Many articles have been written about storing water for survival. But many people have also died of dehydration with water in their possession. Knowing how to avoid dehydration in an emergency situation will be a critical skill.
Keeping enough water in your system to function in a healthy manner is important in the best of times. But in a survival/SHTF situation it becomes critical. Your body needs water to keep it cool through the evaporation of sweat. You need water to keep organs functioning correctly, to digest food and eliminate body waste.
Symptoms of Dehydration
Loosing up to 5% of body fluids causes thirst, weakness, nausea, and irritability. The pulse increases and the skin may become flushed. Judgment may be seriously impaired, even with only a 2% loss.( Often it is the stupid mistakes that actually are the killer) Loosing 10% will cause headache, dizziness and tingling in limbs. You may be unable to speak clearly or walk. The skin may begin to turn blue and vision will be impaired. Loss of 15% will cause seriously impaired vision and hearing, the tongue will swell and urination will be difficult. You may exhibit symptoms of delirium and be unable to swallow. Loss of more than 15% usually results in death. Obviously, drinking enough water to replace water loss is vital. but it isn’t the whole story. Proper nutrition, your age, and any medications you are taking will have an effect on the amount of water you need. A general rule of thumb is that in extremely hot climates you should plan on a gallon of water per person per day.
Hyponatremia (Water Intoxication)
You body needs a proper balance of electrolytes as well as sufficient water. Drinking too much water without enough electrolytes included can cause the sodium in the cells to become diluted, disrupting the proper function in the cells/body. Over an extended period of time, even though you are replacing water, if you are not replacing electrolytes, serious symptoms can occur. For an in depth article from the Mayo Clinic click here. If you have sufficient water and are eating properly, you should have no problem. Salt in you diet replaces that lost through perspiration. But if you need additional electrolytes due to food shortage, extensive time in hot weather coupled with rapid perspiration, there are a couple of choices. Gatorade and many other sports drinks do have critical electrolytes, but they also have sugar and artificial additives that are not good. Plus they are bulky in bottle form. There is another alternative that is cheaper, healthier, and easier to stash in your bug out bag. It is called Emergen-C-Electro Mix. It comes in powdered form and can be easily added to your water. It contains essential electrolyte essentials such as Potassium, Magnesium, Calcium, Manganese, plus Chromium. They also make other similar products in different flavors.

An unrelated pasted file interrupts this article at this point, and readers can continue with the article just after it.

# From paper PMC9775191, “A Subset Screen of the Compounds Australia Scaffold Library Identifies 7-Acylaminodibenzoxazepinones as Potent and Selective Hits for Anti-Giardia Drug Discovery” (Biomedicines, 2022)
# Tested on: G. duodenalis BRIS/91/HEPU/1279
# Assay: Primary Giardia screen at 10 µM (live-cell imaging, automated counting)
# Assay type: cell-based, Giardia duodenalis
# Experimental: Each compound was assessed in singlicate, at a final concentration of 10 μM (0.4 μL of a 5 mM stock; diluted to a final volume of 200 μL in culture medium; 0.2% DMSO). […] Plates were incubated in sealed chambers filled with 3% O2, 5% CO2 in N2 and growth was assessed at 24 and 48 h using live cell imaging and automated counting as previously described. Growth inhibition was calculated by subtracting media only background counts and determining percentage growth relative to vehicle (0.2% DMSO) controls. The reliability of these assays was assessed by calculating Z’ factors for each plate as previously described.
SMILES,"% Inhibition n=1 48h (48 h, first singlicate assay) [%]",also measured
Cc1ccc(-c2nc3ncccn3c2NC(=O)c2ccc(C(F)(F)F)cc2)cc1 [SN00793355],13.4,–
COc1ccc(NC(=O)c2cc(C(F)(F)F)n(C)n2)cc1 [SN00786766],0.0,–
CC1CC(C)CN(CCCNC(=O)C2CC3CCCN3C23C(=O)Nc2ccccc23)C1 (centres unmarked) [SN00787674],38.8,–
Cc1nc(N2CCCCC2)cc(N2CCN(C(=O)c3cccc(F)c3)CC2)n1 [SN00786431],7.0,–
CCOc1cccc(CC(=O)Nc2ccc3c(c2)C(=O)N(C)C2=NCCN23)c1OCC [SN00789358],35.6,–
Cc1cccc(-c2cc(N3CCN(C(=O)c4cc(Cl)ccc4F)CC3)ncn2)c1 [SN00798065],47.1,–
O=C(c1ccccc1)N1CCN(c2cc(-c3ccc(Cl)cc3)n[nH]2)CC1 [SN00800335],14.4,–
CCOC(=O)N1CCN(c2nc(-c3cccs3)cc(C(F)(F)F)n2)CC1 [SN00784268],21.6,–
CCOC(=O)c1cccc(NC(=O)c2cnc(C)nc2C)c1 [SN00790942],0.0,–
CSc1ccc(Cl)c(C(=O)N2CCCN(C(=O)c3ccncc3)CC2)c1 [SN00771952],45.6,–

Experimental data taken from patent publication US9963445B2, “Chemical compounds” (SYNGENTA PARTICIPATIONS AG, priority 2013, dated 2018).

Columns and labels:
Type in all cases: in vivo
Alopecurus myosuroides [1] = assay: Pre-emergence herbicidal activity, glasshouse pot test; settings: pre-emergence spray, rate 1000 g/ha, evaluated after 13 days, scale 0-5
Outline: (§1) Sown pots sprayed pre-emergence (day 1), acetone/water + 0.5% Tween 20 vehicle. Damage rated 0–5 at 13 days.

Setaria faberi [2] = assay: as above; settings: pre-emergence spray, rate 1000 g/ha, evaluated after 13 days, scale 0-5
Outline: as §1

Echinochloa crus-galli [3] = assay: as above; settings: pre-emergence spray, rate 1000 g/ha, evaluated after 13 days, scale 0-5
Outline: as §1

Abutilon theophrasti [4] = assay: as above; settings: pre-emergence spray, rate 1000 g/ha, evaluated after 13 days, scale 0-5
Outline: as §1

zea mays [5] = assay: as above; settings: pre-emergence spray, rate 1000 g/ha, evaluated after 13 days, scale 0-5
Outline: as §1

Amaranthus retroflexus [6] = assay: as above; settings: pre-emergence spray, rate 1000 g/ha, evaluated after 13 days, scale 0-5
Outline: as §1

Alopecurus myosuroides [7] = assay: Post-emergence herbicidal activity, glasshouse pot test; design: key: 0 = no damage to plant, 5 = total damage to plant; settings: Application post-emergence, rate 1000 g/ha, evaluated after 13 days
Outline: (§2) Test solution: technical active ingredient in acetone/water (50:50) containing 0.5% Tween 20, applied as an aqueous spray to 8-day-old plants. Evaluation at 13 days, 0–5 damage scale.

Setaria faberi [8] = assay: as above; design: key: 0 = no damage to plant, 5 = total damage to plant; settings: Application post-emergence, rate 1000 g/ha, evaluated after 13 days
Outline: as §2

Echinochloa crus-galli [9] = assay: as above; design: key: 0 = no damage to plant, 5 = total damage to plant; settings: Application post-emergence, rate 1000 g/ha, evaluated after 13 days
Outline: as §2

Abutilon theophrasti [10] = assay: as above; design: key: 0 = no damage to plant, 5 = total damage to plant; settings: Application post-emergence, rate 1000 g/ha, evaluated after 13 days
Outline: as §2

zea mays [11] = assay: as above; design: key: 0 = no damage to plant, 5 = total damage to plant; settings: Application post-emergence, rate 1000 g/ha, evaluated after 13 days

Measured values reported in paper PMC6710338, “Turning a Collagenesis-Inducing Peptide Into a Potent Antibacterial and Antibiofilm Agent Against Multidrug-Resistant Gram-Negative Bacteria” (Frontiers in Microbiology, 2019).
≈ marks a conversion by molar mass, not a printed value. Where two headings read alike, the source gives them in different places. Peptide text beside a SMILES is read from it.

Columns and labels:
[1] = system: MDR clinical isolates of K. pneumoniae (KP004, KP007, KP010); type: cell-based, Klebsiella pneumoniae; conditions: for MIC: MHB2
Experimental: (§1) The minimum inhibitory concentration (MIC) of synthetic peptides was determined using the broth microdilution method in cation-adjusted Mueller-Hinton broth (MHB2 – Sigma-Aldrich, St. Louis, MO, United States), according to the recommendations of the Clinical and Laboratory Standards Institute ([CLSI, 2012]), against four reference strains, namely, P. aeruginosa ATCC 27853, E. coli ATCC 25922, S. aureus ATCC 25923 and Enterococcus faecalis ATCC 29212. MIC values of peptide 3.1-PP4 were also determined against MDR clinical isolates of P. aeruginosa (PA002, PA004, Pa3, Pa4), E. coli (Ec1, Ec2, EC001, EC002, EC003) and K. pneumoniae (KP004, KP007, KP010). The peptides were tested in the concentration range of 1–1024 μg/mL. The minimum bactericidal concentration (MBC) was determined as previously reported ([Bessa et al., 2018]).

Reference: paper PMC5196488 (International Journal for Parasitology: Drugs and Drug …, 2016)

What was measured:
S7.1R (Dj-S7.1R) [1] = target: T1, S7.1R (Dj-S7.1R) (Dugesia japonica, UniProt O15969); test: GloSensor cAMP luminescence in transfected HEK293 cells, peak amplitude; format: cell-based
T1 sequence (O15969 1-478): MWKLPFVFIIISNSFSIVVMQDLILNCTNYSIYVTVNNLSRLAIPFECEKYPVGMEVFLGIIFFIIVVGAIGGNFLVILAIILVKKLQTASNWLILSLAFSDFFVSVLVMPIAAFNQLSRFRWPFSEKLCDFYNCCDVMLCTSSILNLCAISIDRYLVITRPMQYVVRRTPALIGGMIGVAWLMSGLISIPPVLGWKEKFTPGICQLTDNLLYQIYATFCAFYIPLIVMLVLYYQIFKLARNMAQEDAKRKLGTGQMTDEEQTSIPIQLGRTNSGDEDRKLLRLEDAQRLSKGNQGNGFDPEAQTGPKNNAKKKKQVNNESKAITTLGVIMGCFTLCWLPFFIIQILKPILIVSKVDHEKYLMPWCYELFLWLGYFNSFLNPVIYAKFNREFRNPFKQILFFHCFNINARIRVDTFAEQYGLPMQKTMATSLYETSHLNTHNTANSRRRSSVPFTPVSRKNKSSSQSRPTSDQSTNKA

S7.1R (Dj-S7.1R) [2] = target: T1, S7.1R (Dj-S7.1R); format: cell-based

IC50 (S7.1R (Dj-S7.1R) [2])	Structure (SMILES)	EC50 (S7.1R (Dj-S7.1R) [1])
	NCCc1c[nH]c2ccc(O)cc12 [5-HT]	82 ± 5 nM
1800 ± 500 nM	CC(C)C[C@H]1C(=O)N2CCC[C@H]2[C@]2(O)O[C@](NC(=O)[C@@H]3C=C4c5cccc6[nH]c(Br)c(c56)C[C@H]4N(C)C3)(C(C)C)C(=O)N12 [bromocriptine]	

We had a saying in the Army that if you were not peeing a lot, you were not drinking enough. If your urine is clear, or pale yellow you are O.K. If your urine turns darker and has a very bad smell, you are dehydrating. Do not depend on your thirst alone to tell you when to drink. And do not use your perspiration to measure water loss. In hot, dry climates like here in Arizona, your perspiration evaporates almost immediately. The same hold true in very cold and dry climates. Avoid drinking alcohol or caffeinated drinks. Avoid smoking and learn to breathe through your nose. You actually lose some moisture out of you lungs when breathing. Move at night when it is cooler.
Having sufficient water, knowing the effects of dehydration, how to replace electrolytes, and how to reduce body water loss are critical components of avoiding dehydration in an emergency/SHTF situation.